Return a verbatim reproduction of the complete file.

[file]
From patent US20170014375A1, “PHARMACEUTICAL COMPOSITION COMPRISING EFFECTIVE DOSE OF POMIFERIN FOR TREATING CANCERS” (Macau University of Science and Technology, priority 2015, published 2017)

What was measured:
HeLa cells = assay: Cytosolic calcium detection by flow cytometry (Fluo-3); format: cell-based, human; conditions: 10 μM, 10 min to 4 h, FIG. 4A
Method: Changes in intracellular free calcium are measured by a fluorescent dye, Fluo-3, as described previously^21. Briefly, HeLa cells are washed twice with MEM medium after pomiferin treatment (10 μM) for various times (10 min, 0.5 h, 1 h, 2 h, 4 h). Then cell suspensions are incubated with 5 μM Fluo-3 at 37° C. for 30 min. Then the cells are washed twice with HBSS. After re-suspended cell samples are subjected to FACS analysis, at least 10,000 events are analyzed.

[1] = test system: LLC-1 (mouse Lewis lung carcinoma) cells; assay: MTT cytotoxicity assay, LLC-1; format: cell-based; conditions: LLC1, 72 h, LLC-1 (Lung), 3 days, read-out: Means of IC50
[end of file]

From patent US20170014375A1, “PHARMACEUTICAL COMPOSITION COMPRISING EFFECTIVE DOSE OF POMIFERIN FOR TREATING CANCERS” (Macau University of Science and Technology, priority 2015, published 2017)

What was measured:
HeLa cells = assay: Cytosolic calcium detection by flow cytometry (Fluo-3); format: cell-based, human; conditions: 10 μM, 10 min to 4 h, FIG. 4A
Method: Changes in intracellular free calcium are measured by a fluorescent dye, Fluo-3, as described previously^21. Briefly, HeLa cells are washed twice with MEM medium after pomiferin treatment (10 μM) for various times (10 min, 0.5 h, 1 h, 2 h, 4 h). Then cell suspensions are incubated with 5 μM Fluo-3 at 37° C. for 30 min. Then the cells are washed twice with HBSS. After re-suspended cell samples are subjected to FACS analysis, at least 10,000 events are analyzed.

[1] = test system: LLC-1 (mouse Lewis lung carcinoma) cells; assay: MTT cytotoxicity assay, LLC-1; format: cell-based; conditions: LLC1, 72 h, LLC-1 (Lung), 3 days, read-out: Means of IC50